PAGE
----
I suppose a sedan would be the same as a coupe in that regard. I had no trouble at all. Of course, my speed limit was 55 mph because the Chebby is a gas hog. :-)


Top of pagePrevious messageNext messageBottom of page Link to this message  By Kevin Weeds on Monday, June 15, 2015 - 08:37 am:

That looks about right, I will only be doing about 50 mph myself.


Top of pagePrevious messageNext messageBottom of page Link to this message  By Rick Goelz-Knoxville,TN on Monday, June 15, 2015 - 09:27 am:

On long trips I put both of my cars a26 coupe and a 24 Fordor on backwards it lets the air flow around better than the flat front and the visor could get bent back, I marked my trailer where the best place is to keep the weight OK, I don't think weight is a problem just distribution.
Rick


Top of pagePrevious messageNext messageBottom of page Link to this message  By Burger in Spokane on Monday, June 15, 2015 - 10:07 am:

Unless your tow vehicle is an MG Midget or a Crosley, a Model T does not weigh enough to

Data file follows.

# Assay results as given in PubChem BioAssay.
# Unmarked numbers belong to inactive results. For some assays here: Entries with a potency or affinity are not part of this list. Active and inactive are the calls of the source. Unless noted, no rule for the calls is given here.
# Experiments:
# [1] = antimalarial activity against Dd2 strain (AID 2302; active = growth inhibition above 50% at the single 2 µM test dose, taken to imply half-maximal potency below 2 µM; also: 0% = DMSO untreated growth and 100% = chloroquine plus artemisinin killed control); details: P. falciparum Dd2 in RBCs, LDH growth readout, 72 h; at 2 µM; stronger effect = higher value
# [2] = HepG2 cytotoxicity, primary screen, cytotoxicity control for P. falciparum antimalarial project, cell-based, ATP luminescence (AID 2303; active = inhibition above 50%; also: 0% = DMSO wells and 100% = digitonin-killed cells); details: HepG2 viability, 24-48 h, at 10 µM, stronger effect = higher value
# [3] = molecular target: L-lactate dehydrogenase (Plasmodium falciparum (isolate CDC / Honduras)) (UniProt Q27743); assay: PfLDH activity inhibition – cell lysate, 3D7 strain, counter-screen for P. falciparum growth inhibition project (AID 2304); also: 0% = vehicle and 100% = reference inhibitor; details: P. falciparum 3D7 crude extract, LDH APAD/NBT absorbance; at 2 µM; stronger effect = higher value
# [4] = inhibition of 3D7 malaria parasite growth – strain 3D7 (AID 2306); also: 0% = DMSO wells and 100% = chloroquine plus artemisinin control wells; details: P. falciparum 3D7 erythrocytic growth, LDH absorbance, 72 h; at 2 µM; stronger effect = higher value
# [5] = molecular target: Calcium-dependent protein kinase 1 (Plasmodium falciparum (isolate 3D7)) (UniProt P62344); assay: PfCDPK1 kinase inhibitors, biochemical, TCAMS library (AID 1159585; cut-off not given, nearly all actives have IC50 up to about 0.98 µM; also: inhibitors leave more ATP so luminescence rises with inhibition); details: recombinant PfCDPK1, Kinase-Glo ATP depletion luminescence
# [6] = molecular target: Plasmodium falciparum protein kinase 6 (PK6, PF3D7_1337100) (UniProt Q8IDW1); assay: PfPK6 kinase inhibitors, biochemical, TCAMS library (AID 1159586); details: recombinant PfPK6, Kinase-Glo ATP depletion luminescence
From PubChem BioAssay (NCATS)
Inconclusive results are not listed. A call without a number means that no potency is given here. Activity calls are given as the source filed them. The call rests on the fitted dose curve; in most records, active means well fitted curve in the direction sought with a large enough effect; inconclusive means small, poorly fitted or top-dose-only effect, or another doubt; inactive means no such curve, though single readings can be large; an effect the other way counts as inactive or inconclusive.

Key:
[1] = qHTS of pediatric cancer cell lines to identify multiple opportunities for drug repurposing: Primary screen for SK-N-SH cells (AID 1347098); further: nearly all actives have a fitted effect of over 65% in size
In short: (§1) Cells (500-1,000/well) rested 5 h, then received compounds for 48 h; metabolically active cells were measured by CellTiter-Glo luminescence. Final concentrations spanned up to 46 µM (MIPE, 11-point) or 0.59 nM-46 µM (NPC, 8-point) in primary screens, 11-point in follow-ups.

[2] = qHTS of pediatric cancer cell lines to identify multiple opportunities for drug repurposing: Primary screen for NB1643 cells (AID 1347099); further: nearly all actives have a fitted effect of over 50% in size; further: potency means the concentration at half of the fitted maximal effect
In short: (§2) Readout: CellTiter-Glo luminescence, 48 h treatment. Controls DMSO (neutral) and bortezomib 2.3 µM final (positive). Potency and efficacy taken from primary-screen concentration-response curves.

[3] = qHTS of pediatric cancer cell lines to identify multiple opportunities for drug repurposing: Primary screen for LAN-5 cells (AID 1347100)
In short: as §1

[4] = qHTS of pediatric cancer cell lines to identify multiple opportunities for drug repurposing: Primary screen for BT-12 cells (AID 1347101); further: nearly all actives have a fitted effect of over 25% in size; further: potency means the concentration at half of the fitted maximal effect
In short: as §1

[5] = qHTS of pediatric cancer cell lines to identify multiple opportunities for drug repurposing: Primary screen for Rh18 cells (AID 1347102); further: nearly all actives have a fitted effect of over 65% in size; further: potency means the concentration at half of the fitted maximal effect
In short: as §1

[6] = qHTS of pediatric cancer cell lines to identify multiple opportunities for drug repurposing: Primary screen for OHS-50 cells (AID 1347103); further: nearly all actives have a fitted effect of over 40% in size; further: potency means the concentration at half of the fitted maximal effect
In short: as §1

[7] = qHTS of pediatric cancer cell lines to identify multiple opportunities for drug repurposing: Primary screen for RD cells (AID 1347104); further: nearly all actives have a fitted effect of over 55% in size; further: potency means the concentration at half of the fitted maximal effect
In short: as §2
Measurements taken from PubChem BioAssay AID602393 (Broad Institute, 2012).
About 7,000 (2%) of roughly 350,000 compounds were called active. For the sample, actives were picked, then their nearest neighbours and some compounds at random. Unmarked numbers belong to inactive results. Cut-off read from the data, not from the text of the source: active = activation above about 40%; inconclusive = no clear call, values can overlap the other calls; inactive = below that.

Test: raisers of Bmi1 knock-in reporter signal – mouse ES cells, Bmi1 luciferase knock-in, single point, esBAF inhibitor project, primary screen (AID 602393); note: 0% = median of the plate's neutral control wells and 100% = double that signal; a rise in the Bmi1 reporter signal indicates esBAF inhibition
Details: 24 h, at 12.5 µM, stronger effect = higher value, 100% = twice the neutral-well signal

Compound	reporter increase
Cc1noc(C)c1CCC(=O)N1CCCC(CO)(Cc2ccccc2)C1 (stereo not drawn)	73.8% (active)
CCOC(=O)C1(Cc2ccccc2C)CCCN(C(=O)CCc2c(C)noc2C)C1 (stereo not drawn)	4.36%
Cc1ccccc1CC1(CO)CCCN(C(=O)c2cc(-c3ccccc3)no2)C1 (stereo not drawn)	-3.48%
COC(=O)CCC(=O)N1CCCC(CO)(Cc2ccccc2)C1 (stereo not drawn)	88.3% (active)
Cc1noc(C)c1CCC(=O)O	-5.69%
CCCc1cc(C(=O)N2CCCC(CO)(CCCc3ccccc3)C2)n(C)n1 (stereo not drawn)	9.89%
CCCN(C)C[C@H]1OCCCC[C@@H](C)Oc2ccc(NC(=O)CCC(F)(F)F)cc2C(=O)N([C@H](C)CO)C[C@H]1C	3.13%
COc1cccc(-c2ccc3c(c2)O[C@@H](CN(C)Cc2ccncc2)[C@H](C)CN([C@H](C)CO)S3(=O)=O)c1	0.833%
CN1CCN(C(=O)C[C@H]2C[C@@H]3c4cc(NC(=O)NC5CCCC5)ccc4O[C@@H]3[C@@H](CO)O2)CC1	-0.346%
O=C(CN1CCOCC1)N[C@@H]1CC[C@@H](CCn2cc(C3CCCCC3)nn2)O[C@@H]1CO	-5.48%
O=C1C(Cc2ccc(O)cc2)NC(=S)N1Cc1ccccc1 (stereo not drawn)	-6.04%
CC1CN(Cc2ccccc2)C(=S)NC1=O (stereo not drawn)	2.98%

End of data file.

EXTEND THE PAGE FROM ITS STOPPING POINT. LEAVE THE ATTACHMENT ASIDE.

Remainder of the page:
worry about trailer weights and distro ... unless you load it really crazy !

I learned that lesson once, towing a 58 Caballero wagon with a 46 Chevy 1/2 ton pickup.
I got hip to that concept REAL QUICK !


Top of pagePrevious messageNext messageBottom of page Link to this message  By Harold Schwendeman - Sumner,WA on Monday, June 15, 2015 - 11:27 am:

As Tim Wrenn mentioned, you want at least 10% hitch weight. And if you error too much from the approx 10% hitch weight, be sure to error in the direction of more than 10% rather than less.


Top of pagePrevious messageNext messageBottom of page Link to this message  By Tim Eckensviller - Thunder Bay, ON on Monday, June 15, 2015 - 11:29 am:

I wonder if it would have less drag going backwards?